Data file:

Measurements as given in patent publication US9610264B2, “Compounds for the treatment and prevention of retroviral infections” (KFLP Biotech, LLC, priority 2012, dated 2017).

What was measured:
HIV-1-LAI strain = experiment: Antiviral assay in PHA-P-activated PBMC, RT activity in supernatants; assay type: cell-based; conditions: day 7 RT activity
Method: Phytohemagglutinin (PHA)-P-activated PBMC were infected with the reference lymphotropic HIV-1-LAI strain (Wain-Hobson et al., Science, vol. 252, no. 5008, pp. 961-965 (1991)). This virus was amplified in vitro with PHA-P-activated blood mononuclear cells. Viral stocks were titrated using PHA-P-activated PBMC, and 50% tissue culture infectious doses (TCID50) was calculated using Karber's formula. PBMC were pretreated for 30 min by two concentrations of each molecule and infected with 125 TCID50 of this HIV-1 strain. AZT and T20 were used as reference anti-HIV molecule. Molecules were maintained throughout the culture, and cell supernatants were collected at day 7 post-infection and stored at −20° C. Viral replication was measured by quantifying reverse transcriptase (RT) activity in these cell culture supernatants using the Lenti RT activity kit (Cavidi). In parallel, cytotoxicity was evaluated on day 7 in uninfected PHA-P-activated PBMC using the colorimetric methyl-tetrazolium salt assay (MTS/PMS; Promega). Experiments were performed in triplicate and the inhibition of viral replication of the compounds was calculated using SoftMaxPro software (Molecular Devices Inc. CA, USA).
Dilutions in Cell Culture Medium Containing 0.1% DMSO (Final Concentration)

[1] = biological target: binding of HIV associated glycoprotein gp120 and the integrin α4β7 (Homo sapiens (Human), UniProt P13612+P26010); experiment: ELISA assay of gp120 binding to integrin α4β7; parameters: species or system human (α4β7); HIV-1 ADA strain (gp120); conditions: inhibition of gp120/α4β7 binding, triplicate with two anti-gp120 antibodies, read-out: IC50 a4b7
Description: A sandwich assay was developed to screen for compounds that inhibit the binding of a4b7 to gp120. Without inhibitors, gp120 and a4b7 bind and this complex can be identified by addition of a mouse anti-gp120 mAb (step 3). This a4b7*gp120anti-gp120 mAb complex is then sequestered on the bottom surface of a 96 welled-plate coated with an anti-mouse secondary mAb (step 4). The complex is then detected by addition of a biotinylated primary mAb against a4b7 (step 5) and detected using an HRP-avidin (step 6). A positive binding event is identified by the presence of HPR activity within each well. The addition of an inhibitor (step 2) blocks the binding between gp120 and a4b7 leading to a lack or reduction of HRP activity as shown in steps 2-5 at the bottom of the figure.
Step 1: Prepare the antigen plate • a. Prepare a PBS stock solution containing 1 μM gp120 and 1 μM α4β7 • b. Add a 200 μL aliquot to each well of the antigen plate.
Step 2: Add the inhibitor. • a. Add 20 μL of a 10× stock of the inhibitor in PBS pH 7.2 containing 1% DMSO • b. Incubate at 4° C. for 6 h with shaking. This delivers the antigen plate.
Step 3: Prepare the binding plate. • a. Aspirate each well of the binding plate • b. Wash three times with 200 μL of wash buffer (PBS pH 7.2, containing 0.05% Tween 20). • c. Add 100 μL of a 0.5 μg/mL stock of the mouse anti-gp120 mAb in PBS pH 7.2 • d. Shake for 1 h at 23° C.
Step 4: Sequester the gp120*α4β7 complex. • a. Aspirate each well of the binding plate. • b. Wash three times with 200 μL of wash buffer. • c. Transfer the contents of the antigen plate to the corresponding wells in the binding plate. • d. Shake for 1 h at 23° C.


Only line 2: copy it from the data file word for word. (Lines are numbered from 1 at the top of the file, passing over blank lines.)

What was measured: